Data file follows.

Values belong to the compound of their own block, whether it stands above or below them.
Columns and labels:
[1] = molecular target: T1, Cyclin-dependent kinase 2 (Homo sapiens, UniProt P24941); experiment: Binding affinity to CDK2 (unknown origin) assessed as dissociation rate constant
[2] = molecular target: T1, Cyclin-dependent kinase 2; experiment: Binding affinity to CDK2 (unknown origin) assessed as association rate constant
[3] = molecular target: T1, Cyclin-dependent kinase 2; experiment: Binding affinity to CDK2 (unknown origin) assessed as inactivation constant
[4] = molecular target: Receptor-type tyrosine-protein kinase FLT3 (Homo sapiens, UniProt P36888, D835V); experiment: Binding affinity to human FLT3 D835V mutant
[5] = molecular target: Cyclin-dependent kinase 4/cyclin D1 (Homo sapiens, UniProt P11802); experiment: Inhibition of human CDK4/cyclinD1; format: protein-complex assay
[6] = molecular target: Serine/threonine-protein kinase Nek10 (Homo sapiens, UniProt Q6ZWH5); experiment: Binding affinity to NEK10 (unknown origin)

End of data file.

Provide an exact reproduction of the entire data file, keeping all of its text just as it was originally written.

Values belong to the compound of their own block, whether it stands above or below them.
Columns and labels:
[1] = molecular target: T1, Cyclin-dependent kinase 2 (Homo sapiens, UniProt P24941); experiment: Binding affinity to CDK2 (unknown origin) assessed as dissociation rate constant
[2] = molecular target: T1, Cyclin-dependent kinase 2; experiment: Binding affinity to CDK2 (unknown origin) assessed as association rate constant
[3] = molecular target: T1, Cyclin-dependent kinase 2; experiment: Binding affinity to CDK2 (unknown origin) assessed as inactivation constant
[4] = molecular target: Receptor-type tyrosine-protein kinase FLT3 (Homo sapiens, UniProt P36888, D835V); experiment: Binding affinity to human FLT3 D835V mutant
[5] = molecular target: Cyclin-dependent kinase 4/cyclin D1 (Homo sapiens, UniProt P11802); experiment: Inhibition of human CDK4/cyclinD1; format: protein-complex assay
[6] = molecular target: Serine/threonine-protein kinase Nek10 (Homo sapiens, UniProt Q6ZWH5); experiment: Binding affinity to NEK10 (unknown origin)